Indigenizing social work education: pedagogical implications for Bachelor of Social Work programs in Atlantic Canada

Andersen, Fred (2022) Indigenizing social work education: pedagogical implications for Bachelor of Social Work programs in Atlantic Canada. Doctoral (PhD) thesis, Memorial University of Newfoundland.

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This study inquires into the perceived status of Indigenization within the Bachelor of Social Work (BSW) curriculum within schools of social work in three of the four Atlantic Canadian universities (the fourth school offers instruction in French and I did not have the resources to accommodate translation and interpretation). There is a lack of literature that examines the status of Indigenization within universities in Atlantic Canada. The primary aim of this research study was to examine how Indigenous BSW students and their mostly non-Indigenous instructors rate the degree of Indigenization within the BSW curricula in schools of social work in Atlantic Canadian universities. To achieve this, interviews were held with twelve Indigenous BSW students and eight of their instructors who teach in the BSW program. An Indigenous methodology, combined with thematic analysis, was used to gather and interpret the data. This project was the first to investigate the degree to which BSW curriculum are Indigenized or not in Atlantic Canadian schools of social work. Four themes emerged from analysis of the data, namely: (a) unreasonable expectations consistently placed upon Indigenous students to be content experts on Indigeneity; (b) social work curricula is taught through a White lens; (c) student and faculty support for Indigenization; and (d) Indigenous spirituality. The key finding was that the curriculum is nowhere near where it needs to be in terms of Indigenization. My work demonstrates that more research needs to be done to determine how the curriculum is to be Indigenized. While this work is geographically focused on the Atlantic provinces of Canada, this work has implications for Indigenous education globally.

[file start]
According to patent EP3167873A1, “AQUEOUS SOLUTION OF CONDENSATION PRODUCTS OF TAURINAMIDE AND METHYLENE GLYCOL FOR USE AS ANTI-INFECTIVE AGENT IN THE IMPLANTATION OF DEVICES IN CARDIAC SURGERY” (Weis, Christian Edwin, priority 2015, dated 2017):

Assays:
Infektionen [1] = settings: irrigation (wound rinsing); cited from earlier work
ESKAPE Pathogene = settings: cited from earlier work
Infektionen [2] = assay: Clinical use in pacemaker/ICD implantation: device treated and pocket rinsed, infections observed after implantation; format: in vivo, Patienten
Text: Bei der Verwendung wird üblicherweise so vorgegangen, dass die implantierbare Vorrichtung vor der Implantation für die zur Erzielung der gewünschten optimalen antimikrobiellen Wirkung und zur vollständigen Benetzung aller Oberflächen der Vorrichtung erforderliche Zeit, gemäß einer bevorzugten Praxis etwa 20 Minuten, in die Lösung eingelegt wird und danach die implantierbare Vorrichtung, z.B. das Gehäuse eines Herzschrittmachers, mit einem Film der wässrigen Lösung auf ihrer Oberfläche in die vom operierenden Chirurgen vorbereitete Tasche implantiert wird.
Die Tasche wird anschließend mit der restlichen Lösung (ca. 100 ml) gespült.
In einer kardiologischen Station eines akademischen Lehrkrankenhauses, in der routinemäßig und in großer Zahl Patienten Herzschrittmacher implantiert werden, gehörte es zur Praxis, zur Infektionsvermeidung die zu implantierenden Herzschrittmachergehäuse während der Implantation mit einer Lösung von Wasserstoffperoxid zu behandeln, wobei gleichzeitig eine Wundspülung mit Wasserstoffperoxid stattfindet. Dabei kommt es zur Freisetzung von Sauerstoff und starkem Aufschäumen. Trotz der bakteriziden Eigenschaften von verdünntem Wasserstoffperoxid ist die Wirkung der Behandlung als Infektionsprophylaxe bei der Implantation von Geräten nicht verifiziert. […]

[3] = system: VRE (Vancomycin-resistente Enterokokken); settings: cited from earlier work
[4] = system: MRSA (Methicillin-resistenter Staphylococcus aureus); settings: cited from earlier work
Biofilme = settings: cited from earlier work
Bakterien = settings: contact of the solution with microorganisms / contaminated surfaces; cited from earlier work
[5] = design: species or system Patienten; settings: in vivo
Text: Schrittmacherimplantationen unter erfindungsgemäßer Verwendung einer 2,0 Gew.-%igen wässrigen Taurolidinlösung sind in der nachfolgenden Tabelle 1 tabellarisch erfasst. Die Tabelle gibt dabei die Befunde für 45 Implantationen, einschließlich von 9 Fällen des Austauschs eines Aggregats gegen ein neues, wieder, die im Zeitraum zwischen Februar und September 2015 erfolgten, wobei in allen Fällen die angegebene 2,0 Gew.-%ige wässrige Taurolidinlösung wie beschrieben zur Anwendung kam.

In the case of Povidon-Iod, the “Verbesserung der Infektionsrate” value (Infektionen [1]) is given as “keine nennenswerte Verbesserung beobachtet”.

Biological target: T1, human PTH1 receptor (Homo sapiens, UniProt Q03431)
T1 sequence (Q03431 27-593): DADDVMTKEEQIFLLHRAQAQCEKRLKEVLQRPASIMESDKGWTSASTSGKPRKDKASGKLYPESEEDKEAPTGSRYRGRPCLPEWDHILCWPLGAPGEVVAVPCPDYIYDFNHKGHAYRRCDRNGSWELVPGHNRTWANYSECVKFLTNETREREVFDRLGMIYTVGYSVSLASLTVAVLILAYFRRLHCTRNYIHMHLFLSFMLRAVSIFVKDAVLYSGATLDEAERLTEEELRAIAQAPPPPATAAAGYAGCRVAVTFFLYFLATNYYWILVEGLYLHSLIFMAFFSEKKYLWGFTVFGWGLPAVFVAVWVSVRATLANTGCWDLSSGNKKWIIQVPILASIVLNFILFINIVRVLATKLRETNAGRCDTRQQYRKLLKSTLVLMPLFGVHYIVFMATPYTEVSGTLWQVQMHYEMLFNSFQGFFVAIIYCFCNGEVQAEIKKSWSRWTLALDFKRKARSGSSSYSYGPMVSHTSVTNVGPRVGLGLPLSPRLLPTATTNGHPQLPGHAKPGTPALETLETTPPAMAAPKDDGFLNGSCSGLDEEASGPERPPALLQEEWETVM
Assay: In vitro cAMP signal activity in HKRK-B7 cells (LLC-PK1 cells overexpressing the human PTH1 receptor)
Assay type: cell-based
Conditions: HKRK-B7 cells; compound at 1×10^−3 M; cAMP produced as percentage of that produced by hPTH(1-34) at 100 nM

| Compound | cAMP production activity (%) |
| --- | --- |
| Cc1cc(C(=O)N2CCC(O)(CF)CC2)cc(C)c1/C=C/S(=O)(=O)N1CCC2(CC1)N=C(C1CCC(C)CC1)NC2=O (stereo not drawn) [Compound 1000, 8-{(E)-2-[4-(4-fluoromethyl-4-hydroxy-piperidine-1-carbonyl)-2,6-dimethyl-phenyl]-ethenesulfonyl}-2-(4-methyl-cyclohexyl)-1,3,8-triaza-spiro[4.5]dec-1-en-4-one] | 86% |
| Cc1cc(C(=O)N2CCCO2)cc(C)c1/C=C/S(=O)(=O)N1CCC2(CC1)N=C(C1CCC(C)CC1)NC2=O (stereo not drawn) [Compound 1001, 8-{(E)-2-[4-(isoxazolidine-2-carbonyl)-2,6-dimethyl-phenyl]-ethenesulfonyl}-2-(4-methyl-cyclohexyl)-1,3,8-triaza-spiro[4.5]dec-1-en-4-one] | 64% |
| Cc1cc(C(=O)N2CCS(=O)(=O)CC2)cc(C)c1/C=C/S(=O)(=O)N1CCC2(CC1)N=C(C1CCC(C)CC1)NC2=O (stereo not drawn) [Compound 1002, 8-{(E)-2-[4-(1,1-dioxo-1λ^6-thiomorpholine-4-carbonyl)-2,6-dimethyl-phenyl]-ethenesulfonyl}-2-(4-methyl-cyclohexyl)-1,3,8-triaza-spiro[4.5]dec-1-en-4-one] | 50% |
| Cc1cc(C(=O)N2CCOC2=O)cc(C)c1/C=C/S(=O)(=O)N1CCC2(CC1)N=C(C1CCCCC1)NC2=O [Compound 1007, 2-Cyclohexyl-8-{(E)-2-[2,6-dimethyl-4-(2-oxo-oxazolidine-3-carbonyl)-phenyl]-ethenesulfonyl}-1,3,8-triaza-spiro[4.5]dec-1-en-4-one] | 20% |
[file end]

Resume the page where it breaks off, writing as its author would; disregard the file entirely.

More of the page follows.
Item Type: Thesis (Doctoral (PhD))
Item ID: 15633
Additional Information: Includes bibliographical references (pages 172-183)
Keywords: indigenous, social work
Department(s): Social Work, School of
Date: May 2022
Date Type: Completion
Digital Object Identifier (DOI):
Library of Congress Subject Heading: Indians, North American; Spirituality; Social Work; Universities; Atlantic Provinces

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